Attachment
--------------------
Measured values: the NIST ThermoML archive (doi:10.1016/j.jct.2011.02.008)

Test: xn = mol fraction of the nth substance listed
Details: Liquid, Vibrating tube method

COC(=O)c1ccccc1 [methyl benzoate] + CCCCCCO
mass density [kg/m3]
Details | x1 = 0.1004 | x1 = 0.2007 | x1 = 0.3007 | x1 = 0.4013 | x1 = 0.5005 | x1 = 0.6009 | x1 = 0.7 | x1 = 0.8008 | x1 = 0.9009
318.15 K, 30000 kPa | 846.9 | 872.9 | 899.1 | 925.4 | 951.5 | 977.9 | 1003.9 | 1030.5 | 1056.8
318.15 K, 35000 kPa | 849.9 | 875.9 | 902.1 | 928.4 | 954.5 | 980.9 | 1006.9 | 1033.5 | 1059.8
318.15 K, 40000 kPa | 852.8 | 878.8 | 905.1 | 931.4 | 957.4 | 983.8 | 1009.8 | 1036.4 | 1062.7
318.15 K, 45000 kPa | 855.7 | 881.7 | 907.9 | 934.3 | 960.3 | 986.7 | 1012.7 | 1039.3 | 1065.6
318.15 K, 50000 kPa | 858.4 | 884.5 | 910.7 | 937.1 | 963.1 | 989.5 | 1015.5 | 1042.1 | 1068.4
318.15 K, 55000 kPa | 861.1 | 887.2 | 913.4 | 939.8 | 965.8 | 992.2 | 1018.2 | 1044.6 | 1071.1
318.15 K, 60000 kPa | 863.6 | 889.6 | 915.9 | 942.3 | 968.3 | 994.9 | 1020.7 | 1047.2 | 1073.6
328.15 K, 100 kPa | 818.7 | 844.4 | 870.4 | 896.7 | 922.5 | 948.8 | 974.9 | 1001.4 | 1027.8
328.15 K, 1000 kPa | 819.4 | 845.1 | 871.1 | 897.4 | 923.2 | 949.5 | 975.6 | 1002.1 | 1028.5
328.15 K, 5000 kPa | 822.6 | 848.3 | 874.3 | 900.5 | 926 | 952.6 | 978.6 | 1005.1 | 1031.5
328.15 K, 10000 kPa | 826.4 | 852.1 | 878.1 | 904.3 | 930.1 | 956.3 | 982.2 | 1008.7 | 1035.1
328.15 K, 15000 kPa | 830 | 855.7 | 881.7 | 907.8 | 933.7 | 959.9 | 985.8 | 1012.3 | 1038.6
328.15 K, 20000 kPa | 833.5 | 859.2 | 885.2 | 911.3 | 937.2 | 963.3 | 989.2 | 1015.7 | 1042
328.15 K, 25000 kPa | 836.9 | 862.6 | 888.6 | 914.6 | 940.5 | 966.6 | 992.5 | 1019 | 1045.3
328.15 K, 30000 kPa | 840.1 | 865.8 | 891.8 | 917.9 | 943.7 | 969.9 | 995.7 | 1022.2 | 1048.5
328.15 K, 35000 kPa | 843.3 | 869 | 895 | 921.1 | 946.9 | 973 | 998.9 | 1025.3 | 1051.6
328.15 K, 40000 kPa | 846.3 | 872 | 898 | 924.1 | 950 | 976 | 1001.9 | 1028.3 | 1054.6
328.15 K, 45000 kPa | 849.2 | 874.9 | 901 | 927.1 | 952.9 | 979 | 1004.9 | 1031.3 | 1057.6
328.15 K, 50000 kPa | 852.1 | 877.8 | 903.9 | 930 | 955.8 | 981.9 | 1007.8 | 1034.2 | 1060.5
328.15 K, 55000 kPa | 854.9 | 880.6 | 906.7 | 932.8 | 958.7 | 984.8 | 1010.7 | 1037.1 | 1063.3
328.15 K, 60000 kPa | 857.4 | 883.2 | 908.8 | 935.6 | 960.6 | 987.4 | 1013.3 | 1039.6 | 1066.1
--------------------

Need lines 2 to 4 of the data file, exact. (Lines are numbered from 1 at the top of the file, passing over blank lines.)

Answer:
Test: xn = mol fraction of the nth substance listed
Details: Liquid, Vibrating tube method

COC(=O)c1ccccc1 [methyl benzoate] + CCCCCCO